But the ambitious teen in Gautam Sarkar soon realized that reconstructing the craft of Chuni Goswami was as difficult as a Greek puzzle. But so strong was his dream of becoming a footballer that he kept believing himself, pushing the boundary and developing a great art that even Goswami later felt proud of.
In a football world always alive to the excitement of a marvelous goal or a mazy dribble, Sarkar became synonymous with the great art of tackling. Those fortunate enough to see him play in the 70s recall his feisty and ferocious style of play and how he set up an impenetrable wall of superiority around him that even the best of ball-charmers and playmakers during that time dreaded to come in contact with.
“Watching Chuni Goswas was a football education for youngsters like me. But I eventually understood that I was not a natural dribbler of the ball, nor could I score magical goal like some of my peers. However, what I possessed was something special: My decision-making and my ability to sense danger. I developed this quality over time, which helped me grow as player,” Sarkar, who would receive the lifetime achievement award from East Bengal club on Monday evening, told TOI.
It was in East Bengal, Sarkar found his place under the sun as a footballer, which eventually earned him the sobriquet the “Beckenbauer of Indian football.”
Sarkar is one of the few footballers to have captained both East Bengal and Mohun Bagan, but, according to him, joining East Bengal was “pure destiny.”
“We were staying at Patipukur in Kolkata at that time and one fine morning, some officials from BNR came to my house seeking my consent to play for them as well as offering me a job. But my elder sister (Chandana Sarkar) wanted me to focus only of playing. As fate would have it, that very evening, then East Bengal’s football secretary Ajay Srimani and another official Jyotirmoy Sengupta came calling and asked me to join the club. I was playing for Khidderpore at that time. My sister this time coaxed me to take up the offer. It was pure destiny that I had to play for East Bengal,” Sarkar, now 72, recalled.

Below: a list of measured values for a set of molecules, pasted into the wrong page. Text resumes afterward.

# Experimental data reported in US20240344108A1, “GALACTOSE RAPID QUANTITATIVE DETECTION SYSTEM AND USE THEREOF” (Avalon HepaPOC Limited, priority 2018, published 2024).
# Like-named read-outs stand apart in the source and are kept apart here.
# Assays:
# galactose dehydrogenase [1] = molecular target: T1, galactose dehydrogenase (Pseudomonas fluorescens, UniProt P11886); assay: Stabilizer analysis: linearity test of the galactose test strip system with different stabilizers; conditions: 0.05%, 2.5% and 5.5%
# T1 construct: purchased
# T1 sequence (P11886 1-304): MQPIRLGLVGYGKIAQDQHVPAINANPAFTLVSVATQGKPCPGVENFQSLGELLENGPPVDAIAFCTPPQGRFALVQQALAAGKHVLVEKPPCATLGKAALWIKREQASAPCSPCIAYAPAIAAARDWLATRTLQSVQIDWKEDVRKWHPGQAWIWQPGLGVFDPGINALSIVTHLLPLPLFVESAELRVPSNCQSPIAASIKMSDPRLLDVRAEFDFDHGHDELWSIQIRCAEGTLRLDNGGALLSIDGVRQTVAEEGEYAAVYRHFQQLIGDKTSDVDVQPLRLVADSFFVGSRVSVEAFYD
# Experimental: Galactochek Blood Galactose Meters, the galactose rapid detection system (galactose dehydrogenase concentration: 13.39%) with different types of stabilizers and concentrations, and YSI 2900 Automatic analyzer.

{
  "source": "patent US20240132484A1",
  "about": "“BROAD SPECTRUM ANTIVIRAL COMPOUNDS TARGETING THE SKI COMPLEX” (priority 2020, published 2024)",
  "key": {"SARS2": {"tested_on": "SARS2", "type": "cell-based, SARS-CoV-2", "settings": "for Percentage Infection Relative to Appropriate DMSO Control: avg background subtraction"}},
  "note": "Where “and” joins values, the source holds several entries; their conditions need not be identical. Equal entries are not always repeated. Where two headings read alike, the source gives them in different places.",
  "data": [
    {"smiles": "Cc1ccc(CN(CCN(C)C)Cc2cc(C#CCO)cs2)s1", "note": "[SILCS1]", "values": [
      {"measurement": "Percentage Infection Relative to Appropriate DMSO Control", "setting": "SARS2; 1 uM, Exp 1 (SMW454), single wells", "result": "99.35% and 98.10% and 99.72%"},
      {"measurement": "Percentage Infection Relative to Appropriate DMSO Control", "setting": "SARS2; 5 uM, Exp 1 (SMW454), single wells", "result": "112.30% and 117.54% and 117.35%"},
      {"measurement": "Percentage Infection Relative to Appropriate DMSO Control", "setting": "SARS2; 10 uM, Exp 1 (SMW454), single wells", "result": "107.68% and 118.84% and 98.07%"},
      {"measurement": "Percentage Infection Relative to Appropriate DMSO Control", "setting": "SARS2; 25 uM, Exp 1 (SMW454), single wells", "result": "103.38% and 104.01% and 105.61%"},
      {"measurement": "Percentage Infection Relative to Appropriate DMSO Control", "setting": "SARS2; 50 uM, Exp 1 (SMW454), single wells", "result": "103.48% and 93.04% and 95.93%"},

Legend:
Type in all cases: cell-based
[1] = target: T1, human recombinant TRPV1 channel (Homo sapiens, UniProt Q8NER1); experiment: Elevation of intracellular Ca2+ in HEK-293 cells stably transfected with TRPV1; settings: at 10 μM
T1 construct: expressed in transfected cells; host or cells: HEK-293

The year was 1972 when the legend of Sarkar started. “I scored against Mohammedan Sporting in my first big match and since then I never looked back,” he said.
Sarkar played a key part in East Bengal’s treble-winning march in 1972 — a feat that he also achieved while playing for Mohun Bagan in 1977, the year which was also highlighted for his man-marking of Pele in the exhibition match against Cosmos Club.
Of his many memories in red and gold jersey, where he developed a highly successful combination with ‘Partner’ Samaresh Chowdhury, Sarkar highlighted the 3-1 win against North Korea’s Pong Yong City, comprising as many as six World Cuppers in the IFA Shield final in 1973 and, of course, the famous 5-0 demolition of Mohun Bagan in the same tournament two years later.
“We played to our plan in that match and once we started bossing the midfield there was no way for Mohun Bagan to come back. Me and ‘Partner’ were escorted by crazy fans from the Mohun Bagan ground to the Victoria House, from where we took a taxy to reach home. On the way, Partner celebrated the win by gobbling a handful of phuchkas near Amherst Street,” Sarkar reminisced.
Sarkar went on to serve Mohun Bagan in equal measure from 1977 to 1983. But he came back to East Bengal in 1984 to hang up his boots. “I retired as an East Bengal player. It’s also destiny, no,” Sarkar said.